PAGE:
Chad William CRIPPS, Appellant, v. IOWA DEPARTMENT OF TRANSPORTATION, MOTOR VEHICLE DIVISION, Appellee.
Chad William Cripps, a motor vehicle operator whose operator's license was revoked as a result of a chemical test for breath alcohol concentration, appeals from the district court's decision upholding that revocation. The appellee is the Iowa Department of Transportation (IDOT), the agency that imposed the revocation. Cripps urges on appeal that, if the margin of error for the chemical testing method involved is subtracted from the test results, the difference is less than the concentration required for a license revocation. After reviewing the record and considering the arguments presented, we conclude that the agency's finding of the margin of error consistent with the revocation is supported by substantial evidence. Consequently, we affirm the judgment of the district court.
On July 26, 1997, a state trooper came upon Cripps stopped along a roadway in his motor vehicle. When the trooper investigated, he noted the odor of alcohol emanating from the vehicle. No other indicia of intoxication was noted by the trooper throughout his initial contact with Cripps. The trooper administered three field sobriety tests. Cripps failed only the horizontal gaze nystagmus test and achieved passing scores on the one-leg stand and the walk-and-turn test. The trooper then administered a preliminary breath test and obtained a test result in excess of .10.
Cripps was then placed under arrest and transported to the Webster City police station. There, the implied-consent procedure was invoked, and Cripps gave a breath sample that was analyzed by an Intoxilyzer 4011A. The test results showed an alcohol concentration of .106. Based on that test result, IDOT revoked Cripps' operating privileges pursuant to Iowa Code section 321J.12 (1997).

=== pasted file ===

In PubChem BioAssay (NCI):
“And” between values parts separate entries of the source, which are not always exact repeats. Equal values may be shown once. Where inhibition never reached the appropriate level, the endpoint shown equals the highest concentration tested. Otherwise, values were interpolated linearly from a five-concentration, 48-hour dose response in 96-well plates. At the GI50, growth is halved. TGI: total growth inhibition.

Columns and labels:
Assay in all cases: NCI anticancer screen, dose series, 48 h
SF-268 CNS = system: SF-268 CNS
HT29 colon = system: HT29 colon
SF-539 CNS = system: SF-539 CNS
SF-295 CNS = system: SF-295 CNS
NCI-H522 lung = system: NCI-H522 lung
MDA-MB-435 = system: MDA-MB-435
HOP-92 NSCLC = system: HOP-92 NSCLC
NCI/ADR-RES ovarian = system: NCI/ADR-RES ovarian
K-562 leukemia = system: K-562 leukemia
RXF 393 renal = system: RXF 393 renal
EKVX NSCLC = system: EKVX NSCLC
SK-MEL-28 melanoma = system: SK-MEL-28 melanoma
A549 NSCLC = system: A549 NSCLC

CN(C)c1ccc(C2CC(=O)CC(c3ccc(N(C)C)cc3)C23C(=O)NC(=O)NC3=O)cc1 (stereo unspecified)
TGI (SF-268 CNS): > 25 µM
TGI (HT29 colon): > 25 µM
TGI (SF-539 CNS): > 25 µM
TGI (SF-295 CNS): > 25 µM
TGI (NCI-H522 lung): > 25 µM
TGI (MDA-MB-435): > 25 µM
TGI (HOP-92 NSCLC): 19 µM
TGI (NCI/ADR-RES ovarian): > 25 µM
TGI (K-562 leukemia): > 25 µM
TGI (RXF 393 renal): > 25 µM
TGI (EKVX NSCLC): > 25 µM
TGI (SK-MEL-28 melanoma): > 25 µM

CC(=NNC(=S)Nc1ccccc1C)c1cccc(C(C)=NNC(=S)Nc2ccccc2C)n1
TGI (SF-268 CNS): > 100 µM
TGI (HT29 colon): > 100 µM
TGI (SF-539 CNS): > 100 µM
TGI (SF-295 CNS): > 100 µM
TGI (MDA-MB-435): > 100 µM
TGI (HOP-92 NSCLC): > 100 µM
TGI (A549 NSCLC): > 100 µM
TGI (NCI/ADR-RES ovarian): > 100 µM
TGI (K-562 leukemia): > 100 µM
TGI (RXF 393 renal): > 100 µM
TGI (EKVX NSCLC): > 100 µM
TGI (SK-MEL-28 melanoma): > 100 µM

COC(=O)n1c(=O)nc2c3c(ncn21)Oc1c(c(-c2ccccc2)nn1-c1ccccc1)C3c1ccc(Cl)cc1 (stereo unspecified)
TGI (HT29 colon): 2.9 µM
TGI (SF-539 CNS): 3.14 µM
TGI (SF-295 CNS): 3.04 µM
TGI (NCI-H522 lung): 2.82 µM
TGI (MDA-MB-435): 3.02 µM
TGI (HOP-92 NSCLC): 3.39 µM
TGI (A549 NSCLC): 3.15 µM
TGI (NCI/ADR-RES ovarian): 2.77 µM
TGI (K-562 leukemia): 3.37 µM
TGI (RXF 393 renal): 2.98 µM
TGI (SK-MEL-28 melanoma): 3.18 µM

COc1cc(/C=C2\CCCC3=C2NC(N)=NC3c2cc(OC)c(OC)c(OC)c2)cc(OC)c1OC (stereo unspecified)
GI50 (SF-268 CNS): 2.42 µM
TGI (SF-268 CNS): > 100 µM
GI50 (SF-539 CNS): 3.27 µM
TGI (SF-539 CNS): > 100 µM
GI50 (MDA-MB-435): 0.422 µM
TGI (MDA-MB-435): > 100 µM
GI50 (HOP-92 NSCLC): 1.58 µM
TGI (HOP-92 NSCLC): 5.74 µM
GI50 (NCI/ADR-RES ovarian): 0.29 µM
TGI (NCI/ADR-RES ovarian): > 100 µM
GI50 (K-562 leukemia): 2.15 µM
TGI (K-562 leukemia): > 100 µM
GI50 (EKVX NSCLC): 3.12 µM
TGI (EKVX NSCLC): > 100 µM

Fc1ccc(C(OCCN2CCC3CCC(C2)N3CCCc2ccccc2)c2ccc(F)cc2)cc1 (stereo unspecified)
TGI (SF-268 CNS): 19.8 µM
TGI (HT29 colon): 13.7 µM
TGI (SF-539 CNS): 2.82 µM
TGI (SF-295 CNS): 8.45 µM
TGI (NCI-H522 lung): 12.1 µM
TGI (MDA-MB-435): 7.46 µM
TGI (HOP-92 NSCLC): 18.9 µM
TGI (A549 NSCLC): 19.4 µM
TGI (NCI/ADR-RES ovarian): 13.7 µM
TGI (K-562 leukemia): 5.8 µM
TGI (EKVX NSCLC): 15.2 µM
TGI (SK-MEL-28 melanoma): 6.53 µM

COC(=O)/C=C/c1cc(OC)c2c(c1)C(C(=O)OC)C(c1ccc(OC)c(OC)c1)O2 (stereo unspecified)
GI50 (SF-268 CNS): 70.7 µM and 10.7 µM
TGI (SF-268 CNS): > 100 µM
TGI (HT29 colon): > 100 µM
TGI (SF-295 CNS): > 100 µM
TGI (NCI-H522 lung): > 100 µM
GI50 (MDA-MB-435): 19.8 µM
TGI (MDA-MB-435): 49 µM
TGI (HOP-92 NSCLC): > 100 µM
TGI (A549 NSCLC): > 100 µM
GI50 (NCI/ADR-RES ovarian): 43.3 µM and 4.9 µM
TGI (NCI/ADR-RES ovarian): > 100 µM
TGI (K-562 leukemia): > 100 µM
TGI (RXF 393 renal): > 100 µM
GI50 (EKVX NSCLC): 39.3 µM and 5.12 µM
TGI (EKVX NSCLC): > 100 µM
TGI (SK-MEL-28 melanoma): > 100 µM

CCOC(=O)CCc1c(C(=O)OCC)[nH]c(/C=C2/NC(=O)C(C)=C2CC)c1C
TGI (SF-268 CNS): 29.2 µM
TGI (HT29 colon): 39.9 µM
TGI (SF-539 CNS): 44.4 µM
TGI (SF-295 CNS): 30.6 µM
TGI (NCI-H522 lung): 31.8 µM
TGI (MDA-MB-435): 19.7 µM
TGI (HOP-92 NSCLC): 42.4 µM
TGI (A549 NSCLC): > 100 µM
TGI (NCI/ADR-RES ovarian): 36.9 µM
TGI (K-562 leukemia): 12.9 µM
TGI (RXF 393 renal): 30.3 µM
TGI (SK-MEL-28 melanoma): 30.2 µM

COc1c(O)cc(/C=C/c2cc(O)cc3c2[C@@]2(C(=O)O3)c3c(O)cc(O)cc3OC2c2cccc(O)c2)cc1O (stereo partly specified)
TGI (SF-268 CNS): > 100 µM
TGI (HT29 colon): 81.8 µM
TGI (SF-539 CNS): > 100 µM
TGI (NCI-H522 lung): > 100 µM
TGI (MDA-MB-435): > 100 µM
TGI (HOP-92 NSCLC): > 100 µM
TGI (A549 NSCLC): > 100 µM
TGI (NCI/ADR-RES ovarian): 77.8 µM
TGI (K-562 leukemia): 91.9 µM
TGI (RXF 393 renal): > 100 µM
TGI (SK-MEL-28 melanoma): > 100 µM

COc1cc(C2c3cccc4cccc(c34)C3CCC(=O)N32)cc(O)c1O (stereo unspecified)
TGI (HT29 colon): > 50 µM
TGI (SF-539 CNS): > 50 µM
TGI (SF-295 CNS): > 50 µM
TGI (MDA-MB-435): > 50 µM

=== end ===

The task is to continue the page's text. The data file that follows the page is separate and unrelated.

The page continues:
Cripps sought review of the revocation before an administrative law judge (ALJ). Based on evidence produced at a hearing, the ALJ found that, when the margin of error for the Intoxilyzer 4011A was taken into consideration, the breath alcohol concentration was insufficient to warrant revocation of Cripps' license. That conclusion was reversed by the agency on review of the ALJ's decision. On judicial review the district court upheld the agency's final order. Other facts that bear on this controversy will be discussed in connection with our discussion of the legal issues presented.
I. The Jurisdictional Issue.
Initially, we must consider a jurisdictional issue. IDOT questions the timeliness of Cripps' notice of appeal. That document was not filed within thirty days of the district court's decision but was filed within thirty days of that court's ruling on Cripps' postdecision motion labeled as a motion under rule 179(b) of the Iowa Rules of Civil Procedure. IDOT contends that the motion was in fact not a proper rule 179(b) motion and thus did not extend the time for the filing of a notice of appeal. Our resolution of this issue requires us to consider the nature of a rule 179(b) motion in judicial proceedings seeking a review of administrative action.
Under our rules of civil procedure that were in effect prior to July 1, 1980, a motion under rule 179(b) was not available in a judicial review of an agency decision. Budde v. City Dev. Bd., 276 N.W.2d 846, 851 (Iowa 1979). The adoption of our present Iowa Rule of Civil Procedure 333(c), effective on July 1, 1980, altered that limitation and thereafter motions under rule 179(b) could be filed and considered in proceedings for judicial review of agency action involving a contested case. See Kunau v. Miller, 328 N.W.2d 529, 530 (Iowa 1983) (discussing history of rule 179(b) in agency review). In its normal application to nonjury bench trials in which the court determines both the facts and the law, motions under rule 179(b) may be employed to seek enlargement or change of both the factual and the legal determinations of the court. Bellach v. IMT Ins. Co., 573 N.W.2d 903, 904-05 (Iowa 1998); Peoples Trust & Sav. Bank v. Baird, 346 N.W.2d 1, 2 (Iowa 1984); Suckow v. Boone State Bank & Trust Co., 314 N.W.2d 421, 424 (Iowa 1982). The motion may also seek changes in the judgment consistent with the altered findings or conclusions. Because judicial review of agency findings in contested-case proceedings do not involve new findings made by the district court, rule 179(b) motions in that type of case will necessarily involve issues of law. Osborne v. Iowa Natural Resources Council, 336 N.W.2d 745, 747 (Iowa 1983).